Mail Transfer Agent Management Console

MailerQ comes equipped with a full MTA management console. The management console allows you to monitor the performance of your email delivery in real-time. If necessary, the management console can be used to change settings to maximize deliverability on the fly. If you have multiple instances of MailerQ running in a cluster, you can easily switch between them.

MailerQ Mail Transfer Agent Management Console

Setting up the Management Console

The management console can be enabled in MailerQ's configuration file. The following variables should be used:

www-port:               8485 (default: 8485)
www-ip:        (default:, meaning all available IP's)
www-dir:                /usr/share/mailerq/www (default: /usr/share/mailerq/current/www)
www-connections:        10

The www-port variable holds the port number for the management console; 8485 is the default. If you use port 80 (which is the default port for HTTP traffic) you can access the management console with using a browser via address http://hostname.of.your.server. If you assign a different port number (like 8485), you must include the port number in the URL: http://hostname.of.your.server:8080.

In its default setting of, the management console is accessible via all IP addresses that are assigned to the server on which MailerQ runs. If you only want to make it accessible via one specific IP, you can set the www-ip variable. Of course, the IP address that you assign must be bound to the server.


The management console is protected with a username and password to prevent anyone from accessing it. Besides setting a password, we also recommend to put the management console behind a firewall so that you will not have to worry about people breaking into it.

Since MailerQ 5.12, there are many possible ways to let users authenticate to the management console. LDAP, RADIUS, linux users, HTTP endpoints, username/password files and lastly custom scripts.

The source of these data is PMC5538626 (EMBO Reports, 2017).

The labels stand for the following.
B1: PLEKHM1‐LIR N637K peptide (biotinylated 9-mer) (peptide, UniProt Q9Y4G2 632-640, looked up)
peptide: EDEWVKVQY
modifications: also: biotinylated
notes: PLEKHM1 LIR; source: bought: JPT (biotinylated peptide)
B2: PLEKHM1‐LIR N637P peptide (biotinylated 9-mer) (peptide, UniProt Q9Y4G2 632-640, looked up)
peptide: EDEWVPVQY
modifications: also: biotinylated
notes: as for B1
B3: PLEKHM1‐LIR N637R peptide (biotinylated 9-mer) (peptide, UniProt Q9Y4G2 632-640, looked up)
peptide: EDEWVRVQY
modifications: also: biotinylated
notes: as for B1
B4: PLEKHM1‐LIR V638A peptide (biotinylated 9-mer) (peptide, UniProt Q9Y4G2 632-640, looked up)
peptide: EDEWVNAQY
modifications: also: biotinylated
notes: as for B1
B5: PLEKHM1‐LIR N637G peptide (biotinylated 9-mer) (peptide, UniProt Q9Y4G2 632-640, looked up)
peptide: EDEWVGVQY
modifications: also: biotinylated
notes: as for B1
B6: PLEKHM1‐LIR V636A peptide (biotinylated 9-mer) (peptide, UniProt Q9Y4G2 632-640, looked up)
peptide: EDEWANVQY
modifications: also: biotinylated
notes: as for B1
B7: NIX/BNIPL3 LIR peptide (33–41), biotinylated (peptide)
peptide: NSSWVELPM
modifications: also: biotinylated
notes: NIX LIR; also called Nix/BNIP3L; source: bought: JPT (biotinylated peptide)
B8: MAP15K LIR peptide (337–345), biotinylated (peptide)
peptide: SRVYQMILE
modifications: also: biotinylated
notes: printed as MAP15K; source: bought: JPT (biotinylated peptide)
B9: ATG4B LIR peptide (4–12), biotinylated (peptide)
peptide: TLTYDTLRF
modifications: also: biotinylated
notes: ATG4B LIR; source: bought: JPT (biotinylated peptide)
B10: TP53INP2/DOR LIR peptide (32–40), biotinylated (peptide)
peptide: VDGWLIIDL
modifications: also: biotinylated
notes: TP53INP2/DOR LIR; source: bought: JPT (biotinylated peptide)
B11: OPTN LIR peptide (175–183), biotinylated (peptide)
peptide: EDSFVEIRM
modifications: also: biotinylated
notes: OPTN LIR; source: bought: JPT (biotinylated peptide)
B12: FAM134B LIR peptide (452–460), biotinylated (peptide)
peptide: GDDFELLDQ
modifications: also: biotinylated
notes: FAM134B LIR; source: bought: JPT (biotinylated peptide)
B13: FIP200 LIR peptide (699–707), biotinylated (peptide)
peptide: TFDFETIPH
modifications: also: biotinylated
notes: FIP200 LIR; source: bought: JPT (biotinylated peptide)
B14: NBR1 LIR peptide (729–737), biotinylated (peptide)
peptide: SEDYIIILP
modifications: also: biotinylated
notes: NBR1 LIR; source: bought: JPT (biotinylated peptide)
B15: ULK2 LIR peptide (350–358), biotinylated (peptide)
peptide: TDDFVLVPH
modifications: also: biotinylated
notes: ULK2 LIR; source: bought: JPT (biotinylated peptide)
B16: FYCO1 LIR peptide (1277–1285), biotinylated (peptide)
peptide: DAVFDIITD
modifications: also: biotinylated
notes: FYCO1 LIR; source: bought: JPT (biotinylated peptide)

www-auth:          hardcoded://username:password,username2,password2
www-auth:          ldap://
www-auth:          radius://
www-auth:          users://user1,mailerq,user2,client*
www-auth:          file:///users.txt
www-auth:          exec:///path/to/file

The first hardcoded is simply a comma separated list of username:password pairs, separated by the ':' character. Note that this is the least safe, since the passwords will be plainly readable in the config file, in unhashed form. The ldap specifier will connect to the LDAP server and try to bind to DN=uid=username,base_dn. If this succeeds, the user is authenticated, if this fails, the user is rejected. The radius specified will simply request access to the radius server, with the shared secret secret and the identifier identifier. Make sure that the client is set up correctly, or the server will reject the packets and MailerQ logins will fail. The http will perform HTTP BASIC authentication to the endpoint, and will therefore send along the Authorization: Basic ... header. Any 2xx code is treated as a success, while any other code is treated as a failure and a rejection. The file specifier will load a simple text file that contains the usernames and passwords separated by the : character, but with the passwords in hashed form (similar to /etc/passwd). These passwords can be generated using mkpasswd -m sha-512 or openssl passwd -6, for example.

Lastly, the exec specifier will run the /path/to/file in a subprocess, and will check the return code. This way, you can easily implement any authentication you require in a script! For example, you can check a username and password combination in an SQL database, or you can ues the linux PAM modules, or you can make very custom requests. This allows you to tie the management console authentication directly into your existing user management infrastructure.

All HTML, CSS and Javascripts that are necessary for the management console are automatically installed into the /usr/share/mailerq/current/www directory. If you want to run the console from out of a different location, you can change this directory with the www-dir variable.

To limit the number of resources that can be used by the built-in HTTP server, you can use the "www-connections" variable to limit the number of simultaneous HTTP connections that can be handled. This number includes active web sockets.

Setting up a secure management console